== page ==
most likely to be used. By interviewing existing users, you can determine which of the new features/functions they believe they are most likely to use.
- When testing a pre-production Web site, the best option is to roll out a (stable) beta version to a group of representative users (roughly 10-20 percent the size of the expected user base) and analyze the log files from their usage of the site.
- Run simple in-house experiments using employees, customers, clients, friends, or family members to determine, for example, natural user paths and the page-viewing time differences between new and returning users. This method is a highly effective method
of data collection for Web sites that have never been live, as well as a validation of data collected by using other methods.
- Remember to ask about usage by various user types, roles, or personas. It is frequently the case that team members will not remember to tell you about the less common user types or roles if you do not explicitly ask.
- Think about system users and batch processes as well as human end users. For example, there might be a batch process that runs to update the status of orders while users are performing activities in the site. Be sure to account for those processes because
they might be consuming resources.
- For the most part, Web servers are very good at serving text and graphics. Static pages with average-size graphics are probably less critical than dynamic pages, forms, and multimedia pages.
- Think about nonhuman system users and batch processes as well as end users. For example, there might be a batch process that runs to update the status of orders while users are performing activities on the site. In this situation, you would need to account
for those processes because they might be consuming resources.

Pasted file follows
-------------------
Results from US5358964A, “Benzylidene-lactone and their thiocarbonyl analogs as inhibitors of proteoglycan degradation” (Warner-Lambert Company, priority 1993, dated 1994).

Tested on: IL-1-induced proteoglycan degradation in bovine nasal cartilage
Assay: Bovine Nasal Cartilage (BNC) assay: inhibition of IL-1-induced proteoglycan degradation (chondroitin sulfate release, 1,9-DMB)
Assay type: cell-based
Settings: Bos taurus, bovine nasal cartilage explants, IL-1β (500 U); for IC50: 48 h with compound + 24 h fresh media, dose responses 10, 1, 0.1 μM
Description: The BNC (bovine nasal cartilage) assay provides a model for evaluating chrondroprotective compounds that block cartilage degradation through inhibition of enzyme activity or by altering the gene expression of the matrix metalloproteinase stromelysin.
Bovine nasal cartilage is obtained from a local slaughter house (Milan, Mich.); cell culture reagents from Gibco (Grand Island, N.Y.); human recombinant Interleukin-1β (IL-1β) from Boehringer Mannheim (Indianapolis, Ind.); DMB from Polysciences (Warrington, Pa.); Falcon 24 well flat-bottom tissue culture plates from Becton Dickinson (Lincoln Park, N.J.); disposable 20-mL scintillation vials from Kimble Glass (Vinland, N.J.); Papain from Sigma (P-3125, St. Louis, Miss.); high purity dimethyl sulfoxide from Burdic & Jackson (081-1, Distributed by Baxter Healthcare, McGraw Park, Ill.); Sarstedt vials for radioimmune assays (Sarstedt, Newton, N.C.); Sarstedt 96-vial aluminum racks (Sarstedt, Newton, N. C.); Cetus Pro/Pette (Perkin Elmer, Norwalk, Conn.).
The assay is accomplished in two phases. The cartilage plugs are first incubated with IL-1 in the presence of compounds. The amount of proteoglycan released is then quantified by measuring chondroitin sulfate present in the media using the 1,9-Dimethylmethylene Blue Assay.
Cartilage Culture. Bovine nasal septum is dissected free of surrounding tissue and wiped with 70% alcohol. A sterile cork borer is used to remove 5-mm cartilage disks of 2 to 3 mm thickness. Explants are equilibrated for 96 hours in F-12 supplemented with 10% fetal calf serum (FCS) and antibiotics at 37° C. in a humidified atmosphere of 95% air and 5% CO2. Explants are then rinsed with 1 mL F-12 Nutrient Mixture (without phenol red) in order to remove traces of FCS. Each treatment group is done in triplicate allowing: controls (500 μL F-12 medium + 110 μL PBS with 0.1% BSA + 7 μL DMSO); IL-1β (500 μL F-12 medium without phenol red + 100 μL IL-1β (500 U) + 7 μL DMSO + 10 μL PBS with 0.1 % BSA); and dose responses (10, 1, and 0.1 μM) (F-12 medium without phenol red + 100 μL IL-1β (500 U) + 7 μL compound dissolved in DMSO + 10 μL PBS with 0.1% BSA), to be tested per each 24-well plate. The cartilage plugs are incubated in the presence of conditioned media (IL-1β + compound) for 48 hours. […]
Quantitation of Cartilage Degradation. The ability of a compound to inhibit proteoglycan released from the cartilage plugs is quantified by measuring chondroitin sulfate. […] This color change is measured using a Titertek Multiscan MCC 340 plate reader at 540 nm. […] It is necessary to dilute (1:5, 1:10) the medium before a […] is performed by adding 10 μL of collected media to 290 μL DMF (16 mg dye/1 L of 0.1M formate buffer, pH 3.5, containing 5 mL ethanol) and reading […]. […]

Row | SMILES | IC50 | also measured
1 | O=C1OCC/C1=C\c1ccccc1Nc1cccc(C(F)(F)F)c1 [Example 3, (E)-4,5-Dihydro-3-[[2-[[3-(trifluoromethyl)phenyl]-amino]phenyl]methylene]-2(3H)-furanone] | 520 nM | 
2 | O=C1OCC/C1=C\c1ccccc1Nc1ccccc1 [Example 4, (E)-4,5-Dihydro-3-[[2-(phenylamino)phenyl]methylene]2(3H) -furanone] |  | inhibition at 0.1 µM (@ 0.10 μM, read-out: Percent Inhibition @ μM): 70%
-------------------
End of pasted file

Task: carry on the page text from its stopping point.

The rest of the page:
- For the most part, Web servers are very effective at serving text and graphics. Static pages with average-size graphics are probably less critical than dynamic pages, forms, and multimedia pages.
Determine Navigation Paths for Key Scenarios
Now that you have a list of key scenarios, the next activity is to determine how individual users actually accomplish the tasks or activities related to those scenarios.
Human beings are unpredictable, and Web sites commonly offer redundant functionality. Even with a relatively small number of users, it is almost certain that real users will not only use every path you think they will to complete a task, but they also will
inevitably invent some that you had not planned. Each path a user takes to complete an activity will put a different load on the system. That difference may be trivial, or it may be enormous ? there is no way to be certain until you test it. There are many
methods to determine navigation paths, including:
- Identifying the user paths within your Web application that are expected to have significant performance impact and that accomplish one or more of the identified key scenarios
- Reading design and/or usage manuals
- Trying to accomplish the activities yourself